Will Bachman 34:02
So it sounds like are there some of these new ways of working that you expect to just continue post post Coronavirus?
Mike Freed 34:13
Yeah, I think some of the things we’re doing right now, we might keep in place, just from a safety perspective. So I think we’ll try, you know, obviously tried to get back to higher levels of utilization in our facilities when there’s a normalization period here. But I think we will keep in mind and try to keep some employees working remotely where it’s prudent. Evaluate the shift structure just so that you know if there is we want to maintain a defensive posture in case you know, you have a spike or something you know, degrades from a from the COVID perspective. I absolutely think from a way of doing business point of view, we are going to leverage this video conferencing Much more effectively. And you know, if you think about this stuff’s been around for decades, but until this, no one broke through that awkwardness of seeing someone’s guest bedroom or their kitchen, or their kids coming in and out of the screen or, or what have you, and breaking that, that discomfort down and being comfortable with the medium has, I think really opened up, I don’t think we know all the ways that it’s going to make us better and more efficient going forward.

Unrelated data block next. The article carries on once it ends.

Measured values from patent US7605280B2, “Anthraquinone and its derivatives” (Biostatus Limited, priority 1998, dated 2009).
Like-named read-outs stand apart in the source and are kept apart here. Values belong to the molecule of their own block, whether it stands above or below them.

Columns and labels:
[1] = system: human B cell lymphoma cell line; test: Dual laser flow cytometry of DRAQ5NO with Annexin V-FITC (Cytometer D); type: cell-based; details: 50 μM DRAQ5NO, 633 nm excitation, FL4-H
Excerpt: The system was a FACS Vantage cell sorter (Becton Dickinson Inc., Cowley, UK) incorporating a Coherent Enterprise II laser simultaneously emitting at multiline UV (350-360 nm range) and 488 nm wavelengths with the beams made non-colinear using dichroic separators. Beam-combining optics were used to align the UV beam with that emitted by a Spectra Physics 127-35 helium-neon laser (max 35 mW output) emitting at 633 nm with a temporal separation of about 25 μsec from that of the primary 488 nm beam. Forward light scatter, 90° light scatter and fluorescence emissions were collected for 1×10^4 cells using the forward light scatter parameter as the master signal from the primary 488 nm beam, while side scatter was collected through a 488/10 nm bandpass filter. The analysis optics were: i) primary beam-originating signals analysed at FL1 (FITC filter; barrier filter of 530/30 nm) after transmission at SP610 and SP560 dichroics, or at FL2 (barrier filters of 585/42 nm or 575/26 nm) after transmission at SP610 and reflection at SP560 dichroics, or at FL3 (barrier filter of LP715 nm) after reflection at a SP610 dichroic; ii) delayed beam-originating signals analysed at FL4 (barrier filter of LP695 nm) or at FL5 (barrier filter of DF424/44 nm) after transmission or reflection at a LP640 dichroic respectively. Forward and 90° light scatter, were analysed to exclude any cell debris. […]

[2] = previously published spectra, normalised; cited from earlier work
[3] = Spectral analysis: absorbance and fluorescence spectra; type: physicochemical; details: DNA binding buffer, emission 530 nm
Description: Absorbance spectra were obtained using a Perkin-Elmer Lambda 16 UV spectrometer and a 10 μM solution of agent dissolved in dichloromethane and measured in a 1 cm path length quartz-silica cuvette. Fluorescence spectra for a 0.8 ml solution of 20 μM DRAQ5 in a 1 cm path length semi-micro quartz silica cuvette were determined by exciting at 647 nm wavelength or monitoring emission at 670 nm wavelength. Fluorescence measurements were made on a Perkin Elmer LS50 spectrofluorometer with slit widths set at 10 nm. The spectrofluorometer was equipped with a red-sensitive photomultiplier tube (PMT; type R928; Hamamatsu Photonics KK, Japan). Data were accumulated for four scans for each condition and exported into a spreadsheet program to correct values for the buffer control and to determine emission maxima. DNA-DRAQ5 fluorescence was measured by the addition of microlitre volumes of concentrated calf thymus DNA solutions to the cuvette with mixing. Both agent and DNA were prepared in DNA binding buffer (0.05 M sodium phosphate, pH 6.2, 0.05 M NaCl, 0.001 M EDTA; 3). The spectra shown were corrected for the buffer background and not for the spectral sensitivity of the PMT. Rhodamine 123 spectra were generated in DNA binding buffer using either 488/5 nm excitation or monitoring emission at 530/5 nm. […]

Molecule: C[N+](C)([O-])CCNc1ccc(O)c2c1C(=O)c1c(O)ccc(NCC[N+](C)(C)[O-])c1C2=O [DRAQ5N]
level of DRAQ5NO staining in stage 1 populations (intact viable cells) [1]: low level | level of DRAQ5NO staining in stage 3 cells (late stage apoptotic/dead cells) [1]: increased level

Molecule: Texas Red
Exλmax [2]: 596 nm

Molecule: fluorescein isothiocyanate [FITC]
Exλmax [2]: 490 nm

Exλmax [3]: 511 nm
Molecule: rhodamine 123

Will Bachman 35:28
That’s so cool. Like, where can people go to find out more about your company? Or yourself? If you want to give a website or your Twitter handle? Any other links, we can also include in the show notes, but where can people go to find out more?
Mike Freed 35:44
Yeah, I think the best place is Maryanne calm. We’ve done a lot of work on the website over time. And so you can get a really good view of our products. And our company on the website. I won’t give out my Twitter handle because I don’t think people need to hear me rant about the Detroit Lions, or sports sports complaints. But yeah, our website is has been then really overhauled and is a great source of information for our products. And the company.
Will Bachman 36:13
All right, fantastic. Well, Mike, this is I feel encouraged after this discussion. I’m really enthusiastic about some of the lessons learned that you’ve had and just encouraged sounds like great culture that that you’re that you’re building there. And thank you so much for joining the call today.
Mike Freed 36:34
Well, thanks well, and I might leave that the audience with just, you know, that pot, the ability to try to be positive on all of this. I know everyone’s facing a lot of challenges. And this is uniquely challenging time. And to the extent that we all can find ways to find silver linings and better ways of doing business or even just the simple things of taking care of ourselves through this so we can be there for our teams. I just hope everyone’s able to be safe and do a little bit of that. So it’s not just doom and gloom all the time because I do think we’ll learn a lot out of this.
Will Bachman 37:07
I agree. Thank you for that. Mike. great having you on the show. Thanks. I really appreciate it. Well, thanks for having me.